Figure 8.6 shows the most observable ecological processes that drive freshwater biodiversity and the relevant spatial and temporal scales that should be considered for RS. Multiple processes can be observed using data with similar spatial and temporal scales, such as habitat area and land use and change. However, the most effective observations will make use of multiple datasets with different spatial and temporal characteristics to observe multiple biodiversity drivers (see Box 8.1).
Fig. 8.6

Spatial and temporal scales for freshwater biodiversity processes (source Hestir et al. 2015)

Box 8.1. Freshwater systems detectable from space1

The number of freshwater systems resolved by satellite RS is dependent on the spatial resolution of the sensor and the size and geometry of the water body. For example, in Europe, nearly all freshwater systems are detectable using Landsat-type sensors (30 × 30 m), and almost half of Europe’s freshwater systems are still detectable using MODIS-type sensors with 250 × 250 m resolution. Whereas in Australia only about 10 % of floodplains and 3 % of lakes and reservoirs can be detected by MODIS type sensors (250 × 250 m) and rivers are not detectable at all. However at the Landsat pixel scale (30 × 30 m), over 70 % of Australian reservoirs, lakes, wetlands and floodplains can be detected.

8.4.2 Approaches for Observing Biodiversity Drivers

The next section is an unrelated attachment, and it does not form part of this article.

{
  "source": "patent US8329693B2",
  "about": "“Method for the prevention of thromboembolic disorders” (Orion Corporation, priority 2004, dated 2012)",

For freshwater biodiversity process observations, the most important regions of the electromagnetic spectrum are the optical region (visible to shortwave infrared; 350–2500 nm) and the radar region (microwave; 3.75–7.5 cm or 8–4 GHz). Both optical and radar sensors have their advantages and limitations; these are linked to the driver to be measured and to the sensor specifications. Combining both methods typically leads to improved observations.

The level of processing required can vary depending on the biodiversity process and region of the electromagnetic spectrum. Reflectance and radiance measurements from key spectral bands in the optical region can be helpful in determining properties of habitat function and structure. Band ratios and other indexes highlight key reflectance and absorption characteristics, allowing users to better use reflectance and radiance information for mapping habitat area and extent, watershed land use and forest cover and riparian buffers (Adam et al. 2010).